Violent unrest in Egypt continues as droves of protesters flooded the streets of the capital city Cairo, and the coastal city of Alexandria Friday, in an effort to oust President Hosni Mubarak. The unrest in the Arab world's most populous country comes in the wake of the uprising in nearby Tunisia, where protesters recently forced their president into exile. Banks and schools in Cairo remained closed as furious crowds in the tens of thousands continue to battle the tear gas and rubber bullets set-off by police. Buildings have been set on fire and looting has ensued in a number of corridors throughout Cairo.
''We are fed up with the regime! This is a corrupt regime! We are fed up with the regime," shouted protesters on the streets of Cairo.
Mubarak has asked for his cabinet's resignation, but has not shown that he will recede power. Mubarak has ruled the North African nation for nearly 30-years following the assassination of former President Anwar-el-Sadat in 1981.
"There's a fine line that separates freedom and chaos. I'm absolutely on the side of freedom of each citizen in expressing our opinions. And, at the same time, I am on the side of the security of Egypt," said Mubarak in an effort to ease tensions.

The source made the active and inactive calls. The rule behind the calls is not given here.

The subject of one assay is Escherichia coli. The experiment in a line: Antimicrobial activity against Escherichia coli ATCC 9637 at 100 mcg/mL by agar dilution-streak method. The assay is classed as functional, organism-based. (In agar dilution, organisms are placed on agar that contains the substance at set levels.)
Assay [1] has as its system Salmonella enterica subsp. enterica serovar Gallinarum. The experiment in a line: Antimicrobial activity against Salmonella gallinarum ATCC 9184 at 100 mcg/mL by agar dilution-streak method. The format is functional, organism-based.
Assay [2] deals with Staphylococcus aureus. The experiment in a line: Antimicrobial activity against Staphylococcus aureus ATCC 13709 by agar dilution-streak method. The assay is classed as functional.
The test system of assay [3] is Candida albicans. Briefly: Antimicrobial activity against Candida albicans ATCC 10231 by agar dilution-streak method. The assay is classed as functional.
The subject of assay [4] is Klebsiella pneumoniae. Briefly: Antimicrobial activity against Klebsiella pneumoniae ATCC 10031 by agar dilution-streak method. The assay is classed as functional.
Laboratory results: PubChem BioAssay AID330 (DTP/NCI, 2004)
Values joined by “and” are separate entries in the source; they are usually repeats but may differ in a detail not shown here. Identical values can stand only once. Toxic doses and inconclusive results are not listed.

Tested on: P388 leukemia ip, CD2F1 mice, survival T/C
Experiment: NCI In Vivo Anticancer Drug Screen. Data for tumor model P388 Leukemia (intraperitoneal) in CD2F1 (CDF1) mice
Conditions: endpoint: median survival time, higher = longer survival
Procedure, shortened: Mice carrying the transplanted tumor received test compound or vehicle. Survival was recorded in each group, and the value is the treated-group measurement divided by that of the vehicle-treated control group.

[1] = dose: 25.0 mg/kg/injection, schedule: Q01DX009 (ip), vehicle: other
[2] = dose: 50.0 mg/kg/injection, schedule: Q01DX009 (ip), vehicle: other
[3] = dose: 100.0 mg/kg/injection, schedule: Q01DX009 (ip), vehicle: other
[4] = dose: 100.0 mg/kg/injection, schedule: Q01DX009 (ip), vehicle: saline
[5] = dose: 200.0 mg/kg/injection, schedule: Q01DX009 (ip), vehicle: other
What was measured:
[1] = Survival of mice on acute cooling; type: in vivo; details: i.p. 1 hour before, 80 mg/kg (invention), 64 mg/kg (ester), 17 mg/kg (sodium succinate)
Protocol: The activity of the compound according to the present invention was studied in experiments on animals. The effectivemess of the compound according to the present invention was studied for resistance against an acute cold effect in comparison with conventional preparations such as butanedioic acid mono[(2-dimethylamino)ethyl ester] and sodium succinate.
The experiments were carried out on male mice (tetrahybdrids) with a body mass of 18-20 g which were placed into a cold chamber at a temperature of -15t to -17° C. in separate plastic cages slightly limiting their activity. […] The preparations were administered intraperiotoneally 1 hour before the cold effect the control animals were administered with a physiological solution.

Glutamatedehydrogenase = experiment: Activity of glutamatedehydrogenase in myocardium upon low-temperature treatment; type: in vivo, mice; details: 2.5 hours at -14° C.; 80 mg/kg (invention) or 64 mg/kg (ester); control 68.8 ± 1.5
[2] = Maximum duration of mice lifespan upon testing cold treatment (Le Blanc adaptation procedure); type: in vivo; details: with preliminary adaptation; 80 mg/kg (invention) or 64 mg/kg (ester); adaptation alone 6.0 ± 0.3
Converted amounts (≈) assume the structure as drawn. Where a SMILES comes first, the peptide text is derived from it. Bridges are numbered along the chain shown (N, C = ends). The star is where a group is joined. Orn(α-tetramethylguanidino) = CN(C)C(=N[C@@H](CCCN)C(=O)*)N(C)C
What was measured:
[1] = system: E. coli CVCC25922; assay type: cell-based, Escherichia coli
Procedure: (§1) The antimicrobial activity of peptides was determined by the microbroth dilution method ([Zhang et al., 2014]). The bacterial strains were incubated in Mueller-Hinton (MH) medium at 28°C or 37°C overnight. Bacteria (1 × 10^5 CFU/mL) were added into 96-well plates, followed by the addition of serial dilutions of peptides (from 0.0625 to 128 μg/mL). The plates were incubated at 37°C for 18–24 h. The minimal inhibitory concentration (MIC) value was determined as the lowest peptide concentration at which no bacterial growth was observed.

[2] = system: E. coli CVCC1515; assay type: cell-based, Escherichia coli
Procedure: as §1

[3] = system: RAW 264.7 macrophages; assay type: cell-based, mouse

The United Stated is keeping an eye on the protests in Egypt, as the country has been its closest ally in the Middle East. Secretary of State Hillary Clinton called for "real democracy" in Egypt and praised the "great outpouring of desire" expressed by protesters.
"I asked the government to submit their resignation today, and I will tell the new government starting tomorrow, in very specific goals, to work with the current situation." --Hosni Mubarak
"We are fed up with the regime. This is a corrupt regime. We are fed up with the regime. The regime is a failure." --male protesters on the streets of Cairo.
"We want to see free and fair elections and we expect that that will be one of the outcomes of what is going on in Egypt right now." -- Secretary of State Hillary Clinton
1. Where is Egypt? What do you know about Egypt?
2. What is the difference between a revolution and a protest?
3. What is democracy?
1. Why do you think Egyptians are so angry with their current government?
2. What are some reasons people might protest a government?
3. What stand should the U.S. take regarding Egypt?
4. How does the U.S. balance support for democracy with support for stability in the Middle East
Read video transcript:
Tunisia's Upheaval Resonates in Arab World:
Obama Administration Taking Cautious Approach to Unrest in Egypt:
As Egypt's Protests Spread, All Eyes on Army's Allegiance, Next Moves: